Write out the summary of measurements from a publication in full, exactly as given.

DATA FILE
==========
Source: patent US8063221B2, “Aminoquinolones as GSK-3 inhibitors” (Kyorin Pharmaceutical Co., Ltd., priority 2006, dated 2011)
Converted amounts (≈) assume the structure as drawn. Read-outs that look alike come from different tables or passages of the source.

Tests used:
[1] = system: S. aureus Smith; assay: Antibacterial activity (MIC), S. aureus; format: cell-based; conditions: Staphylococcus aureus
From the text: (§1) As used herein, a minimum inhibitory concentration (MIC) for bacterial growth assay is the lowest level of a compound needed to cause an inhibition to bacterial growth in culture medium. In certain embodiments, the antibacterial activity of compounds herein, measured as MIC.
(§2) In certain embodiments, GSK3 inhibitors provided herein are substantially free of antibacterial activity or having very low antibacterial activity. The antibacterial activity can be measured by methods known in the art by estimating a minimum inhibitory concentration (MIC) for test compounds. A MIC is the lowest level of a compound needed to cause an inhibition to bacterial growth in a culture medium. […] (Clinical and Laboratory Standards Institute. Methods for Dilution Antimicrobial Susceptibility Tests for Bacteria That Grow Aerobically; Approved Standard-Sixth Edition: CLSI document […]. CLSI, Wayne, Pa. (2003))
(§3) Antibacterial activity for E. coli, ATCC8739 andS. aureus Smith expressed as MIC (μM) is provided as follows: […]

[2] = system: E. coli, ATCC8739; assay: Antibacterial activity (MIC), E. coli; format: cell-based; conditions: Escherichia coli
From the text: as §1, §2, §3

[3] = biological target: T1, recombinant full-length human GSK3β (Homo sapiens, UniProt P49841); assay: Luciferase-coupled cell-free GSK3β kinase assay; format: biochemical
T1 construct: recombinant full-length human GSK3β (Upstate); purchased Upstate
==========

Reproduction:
Source: patent US8063221B2, “Aminoquinolones as GSK-3 inhibitors” (Kyorin Pharmaceutical Co., Ltd., priority 2006, dated 2011)
Converted amounts (≈) assume the structure as drawn. Read-outs that look alike come from different tables or passages of the source.

Tests used:
[1] = system: S. aureus Smith; assay: Antibacterial activity (MIC), S. aureus; format: cell-based; conditions: Staphylococcus aureus
From the text: (§1) As used herein, a minimum inhibitory concentration (MIC) for bacterial growth assay is the lowest level of a compound needed to cause an inhibition to bacterial growth in culture medium. In certain embodiments, the antibacterial activity of compounds herein, measured as MIC.
(§2) In certain embodiments, GSK3 inhibitors provided herein are substantially free of antibacterial activity or having very low antibacterial activity. The antibacterial activity can be measured by methods known in the art by estimating a minimum inhibitory concentration (MIC) for test compounds. A MIC is the lowest level of a compound needed to cause an inhibition to bacterial growth in a culture medium. […] (Clinical and Laboratory Standards Institute. Methods for Dilution Antimicrobial Susceptibility Tests for Bacteria That Grow Aerobically; Approved Standard-Sixth Edition: CLSI document […]. CLSI, Wayne, Pa. (2003))
(§3) Antibacterial activity for E. coli, ATCC8739 andS. aureus Smith expressed as MIC (μM) is provided as follows: […]

[2] = system: E. coli, ATCC8739; assay: Antibacterial activity (MIC), E. coli; format: cell-based; conditions: Escherichia coli
From the text: as §1, §2, §3

[3] = biological target: T1, recombinant full-length human GSK3β (Homo sapiens, UniProt P49841); assay: Luciferase-coupled cell-free GSK3β kinase assay; format: biochemical
T1 construct: recombinant full-length human GSK3β (Upstate); purchased Upstate